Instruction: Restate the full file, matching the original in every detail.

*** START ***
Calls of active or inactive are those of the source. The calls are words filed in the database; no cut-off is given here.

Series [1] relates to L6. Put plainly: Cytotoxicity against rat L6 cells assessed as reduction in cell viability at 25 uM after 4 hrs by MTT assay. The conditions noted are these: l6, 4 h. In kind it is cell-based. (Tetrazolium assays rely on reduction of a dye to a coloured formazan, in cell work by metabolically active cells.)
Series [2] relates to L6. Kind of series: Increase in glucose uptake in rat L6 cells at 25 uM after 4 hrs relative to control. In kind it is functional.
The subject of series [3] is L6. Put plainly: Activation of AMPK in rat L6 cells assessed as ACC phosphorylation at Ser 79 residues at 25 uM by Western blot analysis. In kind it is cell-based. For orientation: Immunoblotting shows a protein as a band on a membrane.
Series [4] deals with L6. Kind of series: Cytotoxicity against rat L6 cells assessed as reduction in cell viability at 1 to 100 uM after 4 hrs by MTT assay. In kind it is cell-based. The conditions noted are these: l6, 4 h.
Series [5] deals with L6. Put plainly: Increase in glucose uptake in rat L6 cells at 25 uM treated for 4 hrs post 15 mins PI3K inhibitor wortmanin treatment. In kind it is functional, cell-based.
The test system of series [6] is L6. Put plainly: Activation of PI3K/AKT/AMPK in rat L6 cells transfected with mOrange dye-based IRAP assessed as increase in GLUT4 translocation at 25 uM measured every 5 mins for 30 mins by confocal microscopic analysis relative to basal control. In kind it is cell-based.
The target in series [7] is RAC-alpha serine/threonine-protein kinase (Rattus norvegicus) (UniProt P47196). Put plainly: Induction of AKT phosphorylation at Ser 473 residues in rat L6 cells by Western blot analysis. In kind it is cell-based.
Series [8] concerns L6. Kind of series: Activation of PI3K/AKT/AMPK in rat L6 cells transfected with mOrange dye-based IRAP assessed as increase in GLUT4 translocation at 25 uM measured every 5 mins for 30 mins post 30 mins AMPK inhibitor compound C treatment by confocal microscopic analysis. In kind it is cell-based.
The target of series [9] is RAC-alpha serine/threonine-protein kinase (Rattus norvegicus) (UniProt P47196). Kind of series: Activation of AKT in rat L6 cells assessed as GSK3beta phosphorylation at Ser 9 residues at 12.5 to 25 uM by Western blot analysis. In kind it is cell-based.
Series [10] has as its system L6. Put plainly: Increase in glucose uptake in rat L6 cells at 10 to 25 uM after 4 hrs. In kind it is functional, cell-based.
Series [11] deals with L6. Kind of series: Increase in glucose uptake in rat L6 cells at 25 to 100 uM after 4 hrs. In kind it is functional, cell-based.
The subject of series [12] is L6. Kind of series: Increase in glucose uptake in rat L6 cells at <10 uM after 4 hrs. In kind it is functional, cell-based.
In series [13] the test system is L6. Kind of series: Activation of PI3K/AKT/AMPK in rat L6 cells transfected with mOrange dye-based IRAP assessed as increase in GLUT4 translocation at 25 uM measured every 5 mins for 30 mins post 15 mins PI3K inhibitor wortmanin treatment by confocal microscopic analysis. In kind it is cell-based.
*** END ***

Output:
Calls of active or inactive are those of the source. The calls are words filed in the database; no cut-off is given here.

Series [1] relates to L6. Put plainly: Cytotoxicity against rat L6 cells assessed as reduction in cell viability at 25 uM after 4 hrs by MTT assay. The conditions noted are these: l6, 4 h. In kind it is cell-based. (Tetrazolium assays rely on reduction of a dye to a coloured formazan, in cell work by metabolically active cells.)
Series [2] relates to L6. Kind of series: Increase in glucose uptake in rat L6 cells at 25 uM after 4 hrs relative to control. In kind it is functional.
The subject of series [3] is L6. Put plainly: Activation of AMPK in rat L6 cells assessed as ACC phosphorylation at Ser 79 residues at 25 uM by Western blot analysis. In kind it is cell-based. For orientation: Immunoblotting shows a protein as a band on a membrane.
Series [4] deals with L6. Kind of series: Cytotoxicity against rat L6 cells assessed as reduction in cell viability at 1 to 100 uM after 4 hrs by MTT assay. In kind it is cell-based. The conditions noted are these: l6, 4 h.
Series [5] deals with L6. Put plainly: Increase in glucose uptake in rat L6 cells at 25 uM treated for 4 hrs post 15 mins PI3K inhibitor wortmanin treatment. In kind it is functional, cell-based.
The test system of series [6] is L6. Put plainly: Activation of PI3K/AKT/AMPK in rat L6 cells transfected with mOrange dye-based IRAP assessed as increase in GLUT4 translocation at 25 uM measured every 5 mins for 30 mins by confocal microscopic analysis relative to basal control. In kind it is cell-based.
The target in series [7] is RAC-alpha serine/threonine-protein kinase (Rattus norvegicus) (UniProt P47196). Put plainly: Induction of AKT phosphorylation at Ser 473 residues in rat L6 cells by Western blot analysis. In kind it is cell-based.
Series [8] concerns L6. Kind of series: Activation of PI3K/AKT/AMPK in rat L6 cells transfected with mOrange dye-based IRAP assessed as increase in GLUT4 translocation at 25 uM measured every 5 mins for 30 mins post 30 mins AMPK inhibitor compound C treatment by confocal microscopic analysis. In kind it is cell-based.
The target of series [9] is RAC-alpha serine/threonine-protein kinase (Rattus norvegicus) (UniProt P47196). Kind of series: Activation of AKT in rat L6 cells assessed as GSK3beta phosphorylation at Ser 9 residues at 12.5 to 25 uM by Western blot analysis. In kind it is cell-based.
Series [10] has as its system L6. Put plainly: Increase in glucose uptake in rat L6 cells at 10 to 25 uM after 4 hrs. In kind it is functional, cell-based.
Series [11] deals with L6. Kind of series: Increase in glucose uptake in rat L6 cells at 25 to 100 uM after 4 hrs. In kind it is functional, cell-based.
The subject of series [12] is L6. Kind of series: Increase in glucose uptake in rat L6 cells at <10 uM after 4 hrs. In kind it is functional, cell-based.
In series [13] the test system is L6. Kind of series: Activation of PI3K/AKT/AMPK in rat L6 cells transfected with mOrange dye-based IRAP assessed as increase in GLUT4 translocation at 25 uM measured every 5 mins for 30 mins post 15 mins PI3K inhibitor wortmanin treatment by confocal microscopic analysis. In kind it is cell-based.